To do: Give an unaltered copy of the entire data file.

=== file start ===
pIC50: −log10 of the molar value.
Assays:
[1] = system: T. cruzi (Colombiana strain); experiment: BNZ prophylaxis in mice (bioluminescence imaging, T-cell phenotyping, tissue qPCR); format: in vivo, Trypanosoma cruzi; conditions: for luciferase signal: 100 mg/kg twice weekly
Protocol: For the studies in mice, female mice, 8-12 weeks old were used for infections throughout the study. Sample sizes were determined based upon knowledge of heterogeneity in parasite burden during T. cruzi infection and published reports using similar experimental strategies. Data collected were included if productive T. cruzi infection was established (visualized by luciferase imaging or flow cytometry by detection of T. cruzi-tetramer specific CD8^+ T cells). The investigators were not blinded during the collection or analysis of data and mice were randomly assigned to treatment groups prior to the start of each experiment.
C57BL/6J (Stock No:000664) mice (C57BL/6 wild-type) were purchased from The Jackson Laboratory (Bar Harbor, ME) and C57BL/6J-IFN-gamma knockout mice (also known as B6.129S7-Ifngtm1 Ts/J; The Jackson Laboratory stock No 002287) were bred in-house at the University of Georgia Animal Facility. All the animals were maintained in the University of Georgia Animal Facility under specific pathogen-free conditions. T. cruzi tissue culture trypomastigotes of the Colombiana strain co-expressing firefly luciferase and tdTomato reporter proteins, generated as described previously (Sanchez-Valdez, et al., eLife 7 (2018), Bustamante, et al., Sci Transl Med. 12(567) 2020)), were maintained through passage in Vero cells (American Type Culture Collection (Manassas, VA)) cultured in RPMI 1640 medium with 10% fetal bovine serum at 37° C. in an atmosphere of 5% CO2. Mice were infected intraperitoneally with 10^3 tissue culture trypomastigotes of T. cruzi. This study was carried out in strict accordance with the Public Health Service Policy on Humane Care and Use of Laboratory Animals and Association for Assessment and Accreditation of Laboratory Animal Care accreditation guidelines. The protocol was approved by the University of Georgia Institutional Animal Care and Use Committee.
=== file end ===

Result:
pIC50: −log10 of the molar value.
Assays:
[1] = system: T. cruzi (Colombiana strain); experiment: BNZ prophylaxis in mice (bioluminescence imaging, T-cell phenotyping, tissue qPCR); format: in vivo, Trypanosoma cruzi; conditions: for luciferase signal: 100 mg/kg twice weekly
Protocol: For the studies in mice, female mice, 8-12 weeks old were used for infections throughout the study. Sample sizes were determined based upon knowledge of heterogeneity in parasite burden during T. cruzi infection and published reports using similar experimental strategies. Data collected were included if productive T. cruzi infection was established (visualized by luciferase imaging or flow cytometry by detection of T. cruzi-tetramer specific CD8^+ T cells). The investigators were not blinded during the collection or analysis of data and mice were randomly assigned to treatment groups prior to the start of each experiment.
C57BL/6J (Stock No:000664) mice (C57BL/6 wild-type) were purchased from The Jackson Laboratory (Bar Harbor, ME) and C57BL/6J-IFN-gamma knockout mice (also known as B6.129S7-Ifngtm1 Ts/J; The Jackson Laboratory stock No 002287) were bred in-house at the University of Georgia Animal Facility. All the animals were maintained in the University of Georgia Animal Facility under specific pathogen-free conditions. T. cruzi tissue culture trypomastigotes of the Colombiana strain co-expressing firefly luciferase and tdTomato reporter proteins, generated as described previously (Sanchez-Valdez, et al., eLife 7 (2018), Bustamante, et al., Sci Transl Med. 12(567) 2020)), were maintained through passage in Vero cells (American Type Culture Collection (Manassas, VA)) cultured in RPMI 1640 medium with 10% fetal bovine serum at 37° C. in an atmosphere of 5% CO2. Mice were infected intraperitoneally with 10^3 tissue culture trypomastigotes of T. cruzi. This study was carried out in strict accordance with the Public Health Service Policy on Humane Care and Use of Laboratory Animals and Association for Assessment and Accreditation of Laboratory Animal Care accreditation guidelines. The protocol was approved by the University of Georgia Institutional Animal Care and Use Committee.